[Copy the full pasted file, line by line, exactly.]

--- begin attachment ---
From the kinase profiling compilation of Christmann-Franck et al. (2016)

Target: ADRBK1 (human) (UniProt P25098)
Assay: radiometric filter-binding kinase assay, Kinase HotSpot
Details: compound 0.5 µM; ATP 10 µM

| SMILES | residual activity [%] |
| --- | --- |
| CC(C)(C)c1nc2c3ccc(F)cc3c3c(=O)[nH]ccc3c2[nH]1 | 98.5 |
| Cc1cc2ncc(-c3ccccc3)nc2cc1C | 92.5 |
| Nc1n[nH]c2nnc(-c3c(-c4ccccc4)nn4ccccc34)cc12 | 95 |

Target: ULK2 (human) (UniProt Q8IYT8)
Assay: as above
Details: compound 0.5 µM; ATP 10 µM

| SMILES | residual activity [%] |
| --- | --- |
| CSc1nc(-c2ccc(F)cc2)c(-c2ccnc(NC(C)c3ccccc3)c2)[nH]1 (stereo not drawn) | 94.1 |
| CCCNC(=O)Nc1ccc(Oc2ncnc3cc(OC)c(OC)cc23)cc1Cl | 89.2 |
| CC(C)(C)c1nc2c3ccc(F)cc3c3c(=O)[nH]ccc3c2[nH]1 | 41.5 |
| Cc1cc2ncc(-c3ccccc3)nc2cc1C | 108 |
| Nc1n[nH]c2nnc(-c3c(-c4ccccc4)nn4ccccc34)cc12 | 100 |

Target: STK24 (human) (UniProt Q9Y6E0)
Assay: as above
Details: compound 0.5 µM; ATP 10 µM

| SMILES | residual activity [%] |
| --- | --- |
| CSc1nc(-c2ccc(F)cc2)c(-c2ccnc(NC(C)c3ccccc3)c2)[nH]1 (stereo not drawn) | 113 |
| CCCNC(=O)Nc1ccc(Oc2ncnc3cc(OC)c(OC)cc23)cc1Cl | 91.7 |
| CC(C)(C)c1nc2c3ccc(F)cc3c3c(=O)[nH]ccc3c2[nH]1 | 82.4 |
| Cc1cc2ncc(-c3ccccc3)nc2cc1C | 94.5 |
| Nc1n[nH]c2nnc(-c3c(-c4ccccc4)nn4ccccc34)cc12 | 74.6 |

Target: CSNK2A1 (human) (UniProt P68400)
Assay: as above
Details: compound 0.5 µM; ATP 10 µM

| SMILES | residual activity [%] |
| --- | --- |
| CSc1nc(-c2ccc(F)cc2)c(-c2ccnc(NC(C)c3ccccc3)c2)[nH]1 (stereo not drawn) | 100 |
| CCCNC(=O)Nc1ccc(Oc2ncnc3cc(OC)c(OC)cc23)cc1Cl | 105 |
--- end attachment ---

From the kinase profiling compilation of Christmann-Franck et al. (2016)

Target: ADRBK1 (human) (UniProt P25098)
Assay: radiometric filter-binding kinase assay, Kinase HotSpot
Details: compound 0.5 µM; ATP 10 µM

| SMILES | residual activity [%] |
| --- | --- |
| CC(C)(C)c1nc2c3ccc(F)cc3c3c(=O)[nH]ccc3c2[nH]1 | 98.5 |
| Cc1cc2ncc(-c3ccccc3)nc2cc1C | 92.5 |
| Nc1n[nH]c2nnc(-c3c(-c4ccccc4)nn4ccccc34)cc12 | 95 |

Target: ULK2 (human) (UniProt Q8IYT8)
Assay: as above
Details: compound 0.5 µM; ATP 10 µM

| SMILES | residual activity [%] |
| --- | --- |
| CSc1nc(-c2ccc(F)cc2)c(-c2ccnc(NC(C)c3ccccc3)c2)[nH]1 (stereo not drawn) | 94.1 |
| CCCNC(=O)Nc1ccc(Oc2ncnc3cc(OC)c(OC)cc23)cc1Cl | 89.2 |
| CC(C)(C)c1nc2c3ccc(F)cc3c3c(=O)[nH]ccc3c2[nH]1 | 41.5 |
| Cc1cc2ncc(-c3ccccc3)nc2cc1C | 108 |
| Nc1n[nH]c2nnc(-c3c(-c4ccccc4)nn4ccccc34)cc12 | 100 |

Target: STK24 (human) (UniProt Q9Y6E0)
Assay: as above
Details: compound 0.5 µM; ATP 10 µM

| SMILES | residual activity [%] |
| --- | --- |
| CSc1nc(-c2ccc(F)cc2)c(-c2ccnc(NC(C)c3ccccc3)c2)[nH]1 (stereo not drawn) | 113 |
| CCCNC(=O)Nc1ccc(Oc2ncnc3cc(OC)c(OC)cc23)cc1Cl | 91.7 |
| CC(C)(C)c1nc2c3ccc(F)cc3c3c(=O)[nH]ccc3c2[nH]1 | 82.4 |
| Cc1cc2ncc(-c3ccccc3)nc2cc1C | 94.5 |
| Nc1n[nH]c2nnc(-c3c(-c4ccccc4)nn4ccccc34)cc12 | 74.6 |

Target: CSNK2A1 (human) (UniProt P68400)
Assay: as above
Details: compound 0.5 µM; ATP 10 µM

| SMILES | residual activity [%] |
| --- | --- |
| CSc1nc(-c2ccc(F)cc2)c(-c2ccnc(NC(C)c3ccccc3)c2)[nH]1 (stereo not drawn) | 100 |
| CCCNC(=O)Nc1ccc(Oc2ncnc3cc(OC)c(OC)cc23)cc1Cl | 105 |